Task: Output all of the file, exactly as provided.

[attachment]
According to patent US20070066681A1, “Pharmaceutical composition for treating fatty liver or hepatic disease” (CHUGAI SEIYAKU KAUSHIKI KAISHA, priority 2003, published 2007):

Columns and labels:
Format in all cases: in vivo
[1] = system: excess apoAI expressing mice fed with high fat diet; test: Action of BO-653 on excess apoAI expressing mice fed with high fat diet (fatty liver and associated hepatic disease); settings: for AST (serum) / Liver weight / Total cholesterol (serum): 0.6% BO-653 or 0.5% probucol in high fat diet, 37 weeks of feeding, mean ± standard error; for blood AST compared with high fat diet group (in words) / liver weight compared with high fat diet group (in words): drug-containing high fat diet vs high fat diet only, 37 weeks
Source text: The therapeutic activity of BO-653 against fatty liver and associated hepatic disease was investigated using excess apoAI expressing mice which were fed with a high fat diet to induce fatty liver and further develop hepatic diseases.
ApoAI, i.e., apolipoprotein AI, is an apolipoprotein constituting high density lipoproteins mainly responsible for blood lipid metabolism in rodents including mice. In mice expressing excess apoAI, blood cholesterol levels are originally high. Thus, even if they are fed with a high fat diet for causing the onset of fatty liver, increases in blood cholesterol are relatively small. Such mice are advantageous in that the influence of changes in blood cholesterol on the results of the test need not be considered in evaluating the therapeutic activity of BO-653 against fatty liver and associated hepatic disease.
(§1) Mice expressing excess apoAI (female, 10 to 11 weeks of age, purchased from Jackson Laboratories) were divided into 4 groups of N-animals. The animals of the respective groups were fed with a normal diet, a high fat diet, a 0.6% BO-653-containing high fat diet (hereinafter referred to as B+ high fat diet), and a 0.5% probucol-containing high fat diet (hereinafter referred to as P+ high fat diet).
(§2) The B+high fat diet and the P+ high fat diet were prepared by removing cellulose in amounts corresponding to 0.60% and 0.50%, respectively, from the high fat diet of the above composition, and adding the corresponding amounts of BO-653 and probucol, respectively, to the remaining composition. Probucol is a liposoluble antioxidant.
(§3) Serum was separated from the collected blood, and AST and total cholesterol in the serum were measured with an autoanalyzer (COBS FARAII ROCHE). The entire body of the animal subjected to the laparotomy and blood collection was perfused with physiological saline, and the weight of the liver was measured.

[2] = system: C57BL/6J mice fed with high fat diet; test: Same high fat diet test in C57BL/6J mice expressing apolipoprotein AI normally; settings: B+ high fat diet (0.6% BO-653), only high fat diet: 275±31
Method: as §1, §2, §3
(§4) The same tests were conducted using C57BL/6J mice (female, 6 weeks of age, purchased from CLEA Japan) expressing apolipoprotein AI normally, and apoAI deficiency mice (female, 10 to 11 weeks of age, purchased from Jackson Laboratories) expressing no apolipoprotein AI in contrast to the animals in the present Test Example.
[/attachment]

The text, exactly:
According to patent US20070066681A1, “Pharmaceutical composition for treating fatty liver or hepatic disease” (CHUGAI SEIYAKU KAUSHIKI KAISHA, priority 2003, published 2007):

Columns and labels:
Format in all cases: in vivo
[1] = system: excess apoAI expressing mice fed with high fat diet; test: Action of BO-653 on excess apoAI expressing mice fed with high fat diet (fatty liver and associated hepatic disease); settings: for AST (serum) / Liver weight / Total cholesterol (serum): 0.6% BO-653 or 0.5% probucol in high fat diet, 37 weeks of feeding, mean ± standard error; for blood AST compared with high fat diet group (in words) / liver weight compared with high fat diet group (in words): drug-containing high fat diet vs high fat diet only, 37 weeks
Source text: The therapeutic activity of BO-653 against fatty liver and associated hepatic disease was investigated using excess apoAI expressing mice which were fed with a high fat diet to induce fatty liver and further develop hepatic diseases.
ApoAI, i.e., apolipoprotein AI, is an apolipoprotein constituting high density lipoproteins mainly responsible for blood lipid metabolism in rodents including mice. In mice expressing excess apoAI, blood cholesterol levels are originally high. Thus, even if they are fed with a high fat diet for causing the onset of fatty liver, increases in blood cholesterol are relatively small. Such mice are advantageous in that the influence of changes in blood cholesterol on the results of the test need not be considered in evaluating the therapeutic activity of BO-653 against fatty liver and associated hepatic disease.
(§1) Mice expressing excess apoAI (female, 10 to 11 weeks of age, purchased from Jackson Laboratories) were divided into 4 groups of N-animals. The animals of the respective groups were fed with a normal diet, a high fat diet, a 0.6% BO-653-containing high fat diet (hereinafter referred to as B+ high fat diet), and a 0.5% probucol-containing high fat diet (hereinafter referred to as P+ high fat diet).
(§2) The B+high fat diet and the P+ high fat diet were prepared by removing cellulose in amounts corresponding to 0.60% and 0.50%, respectively, from the high fat diet of the above composition, and adding the corresponding amounts of BO-653 and probucol, respectively, to the remaining composition. Probucol is a liposoluble antioxidant.
(§3) Serum was separated from the collected blood, and AST and total cholesterol in the serum were measured with an autoanalyzer (COBS FARAII ROCHE). The entire body of the animal subjected to the laparotomy and blood collection was perfused with physiological saline, and the weight of the liver was measured.

[2] = system: C57BL/6J mice fed with high fat diet; test: Same high fat diet test in C57BL/6J mice expressing apolipoprotein AI normally; settings: B+ high fat diet (0.6% BO-653), only high fat diet: 275±31
Method: as §1, §2, §3
(§4) The same tests were conducted using C57BL/6J mice (female, 6 weeks of age, purchased from CLEA Japan) expressing apolipoprotein AI normally, and apoAI deficiency mice (female, 10 to 11 weeks of age, purchased from Jackson Laboratories) expressing no apolipoprotein AI in contrast to the animals in the present Test Example.